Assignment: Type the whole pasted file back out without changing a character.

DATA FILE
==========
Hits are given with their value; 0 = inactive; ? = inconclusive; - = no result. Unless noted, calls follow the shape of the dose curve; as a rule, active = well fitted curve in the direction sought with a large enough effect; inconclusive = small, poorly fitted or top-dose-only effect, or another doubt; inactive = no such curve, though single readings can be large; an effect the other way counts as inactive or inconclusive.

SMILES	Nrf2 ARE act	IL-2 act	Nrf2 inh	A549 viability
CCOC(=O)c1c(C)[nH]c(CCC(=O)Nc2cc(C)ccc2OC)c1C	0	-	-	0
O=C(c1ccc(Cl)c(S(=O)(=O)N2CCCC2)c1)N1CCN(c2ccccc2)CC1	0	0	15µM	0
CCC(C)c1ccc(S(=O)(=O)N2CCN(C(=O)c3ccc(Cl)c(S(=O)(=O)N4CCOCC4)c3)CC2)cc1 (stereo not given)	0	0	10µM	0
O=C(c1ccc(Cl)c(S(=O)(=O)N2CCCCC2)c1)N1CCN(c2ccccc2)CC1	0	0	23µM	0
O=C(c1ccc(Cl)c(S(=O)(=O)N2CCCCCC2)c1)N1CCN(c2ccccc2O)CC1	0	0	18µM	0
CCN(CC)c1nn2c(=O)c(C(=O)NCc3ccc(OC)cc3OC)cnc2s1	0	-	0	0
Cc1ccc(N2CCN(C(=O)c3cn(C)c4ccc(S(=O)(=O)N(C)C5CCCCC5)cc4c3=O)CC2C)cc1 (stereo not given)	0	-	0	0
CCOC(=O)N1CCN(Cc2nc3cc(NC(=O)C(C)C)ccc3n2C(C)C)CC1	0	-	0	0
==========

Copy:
Hits are given with their value; 0 = inactive; ? = inconclusive; - = no result. Unless noted, calls follow the shape of the dose curve; as a rule, active = well fitted curve in the direction sought with a large enough effect; inconclusive = small, poorly fitted or top-dose-only effect, or another doubt; inactive = no such curve, though single readings can be large; an effect the other way counts as inactive or inconclusive.

SMILES	Nrf2 ARE act	IL-2 act	Nrf2 inh	A549 viability
CCOC(=O)c1c(C)[nH]c(CCC(=O)Nc2cc(C)ccc2OC)c1C	0	-	-	0
O=C(c1ccc(Cl)c(S(=O)(=O)N2CCCC2)c1)N1CCN(c2ccccc2)CC1	0	0	15µM	0
CCC(C)c1ccc(S(=O)(=O)N2CCN(C(=O)c3ccc(Cl)c(S(=O)(=O)N4CCOCC4)c3)CC2)cc1 (stereo not given)	0	0	10µM	0
O=C(c1ccc(Cl)c(S(=O)(=O)N2CCCCC2)c1)N1CCN(c2ccccc2)CC1	0	0	23µM	0
O=C(c1ccc(Cl)c(S(=O)(=O)N2CCCCCC2)c1)N1CCN(c2ccccc2O)CC1	0	0	18µM	0
CCN(CC)c1nn2c(=O)c(C(=O)NCc3ccc(OC)cc3OC)cnc2s1	0	-	0	0
Cc1ccc(N2CCN(C(=O)c3cn(C)c4ccc(S(=O)(=O)N(C)C5CCCCC5)cc4c3=O)CC2C)cc1 (stereo not given)	0	-	0	0
CCOC(=O)N1CCN(Cc2nc3cc(NC(=O)C(C)C)ccc3n2C(C)C)CC1	0	-	0	0